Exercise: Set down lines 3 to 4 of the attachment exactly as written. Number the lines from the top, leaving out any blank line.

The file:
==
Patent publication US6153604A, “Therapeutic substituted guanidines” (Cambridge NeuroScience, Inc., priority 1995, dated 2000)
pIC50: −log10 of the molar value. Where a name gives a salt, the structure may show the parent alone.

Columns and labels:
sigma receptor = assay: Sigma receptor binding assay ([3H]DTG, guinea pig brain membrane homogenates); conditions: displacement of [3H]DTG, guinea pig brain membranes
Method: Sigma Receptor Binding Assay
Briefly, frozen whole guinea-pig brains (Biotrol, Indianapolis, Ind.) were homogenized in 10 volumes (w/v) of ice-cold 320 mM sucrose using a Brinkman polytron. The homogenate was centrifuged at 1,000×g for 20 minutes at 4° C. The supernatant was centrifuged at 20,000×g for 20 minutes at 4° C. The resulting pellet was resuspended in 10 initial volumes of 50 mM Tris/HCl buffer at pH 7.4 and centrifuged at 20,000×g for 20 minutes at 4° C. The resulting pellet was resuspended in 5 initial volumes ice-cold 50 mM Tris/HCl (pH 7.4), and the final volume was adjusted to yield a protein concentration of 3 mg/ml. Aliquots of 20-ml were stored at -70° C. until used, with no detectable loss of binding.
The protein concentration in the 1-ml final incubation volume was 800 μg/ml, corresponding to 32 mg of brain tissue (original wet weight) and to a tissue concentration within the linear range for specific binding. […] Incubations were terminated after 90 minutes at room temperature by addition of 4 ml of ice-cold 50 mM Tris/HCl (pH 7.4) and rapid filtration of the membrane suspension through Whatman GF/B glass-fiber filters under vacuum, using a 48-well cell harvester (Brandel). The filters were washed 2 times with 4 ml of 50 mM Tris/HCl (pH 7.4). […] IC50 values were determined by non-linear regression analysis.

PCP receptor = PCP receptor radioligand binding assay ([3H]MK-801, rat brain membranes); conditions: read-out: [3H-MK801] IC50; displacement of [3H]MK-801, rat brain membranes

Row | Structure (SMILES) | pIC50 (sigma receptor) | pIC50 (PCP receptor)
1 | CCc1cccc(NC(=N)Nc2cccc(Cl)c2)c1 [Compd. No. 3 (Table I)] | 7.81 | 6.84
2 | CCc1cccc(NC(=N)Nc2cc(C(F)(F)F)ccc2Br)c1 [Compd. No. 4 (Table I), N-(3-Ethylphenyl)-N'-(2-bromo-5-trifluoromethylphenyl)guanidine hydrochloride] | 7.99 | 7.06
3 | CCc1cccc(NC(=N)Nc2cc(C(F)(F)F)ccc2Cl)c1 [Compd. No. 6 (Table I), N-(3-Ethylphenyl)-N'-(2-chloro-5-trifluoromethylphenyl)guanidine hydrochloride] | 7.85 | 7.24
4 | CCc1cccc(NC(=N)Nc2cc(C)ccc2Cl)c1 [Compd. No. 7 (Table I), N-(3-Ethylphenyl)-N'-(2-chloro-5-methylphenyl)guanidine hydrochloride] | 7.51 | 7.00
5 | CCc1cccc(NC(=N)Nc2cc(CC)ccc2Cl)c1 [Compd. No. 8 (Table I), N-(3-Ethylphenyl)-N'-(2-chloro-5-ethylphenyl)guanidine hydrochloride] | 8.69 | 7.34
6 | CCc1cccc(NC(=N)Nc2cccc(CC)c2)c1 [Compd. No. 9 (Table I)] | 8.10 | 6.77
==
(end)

Columns and labels:
sigma receptor = assay: Sigma receptor binding assay ([3H]DTG, guinea pig brain membrane homogenates); conditions: displacement of [3H]DTG, guinea pig brain membranes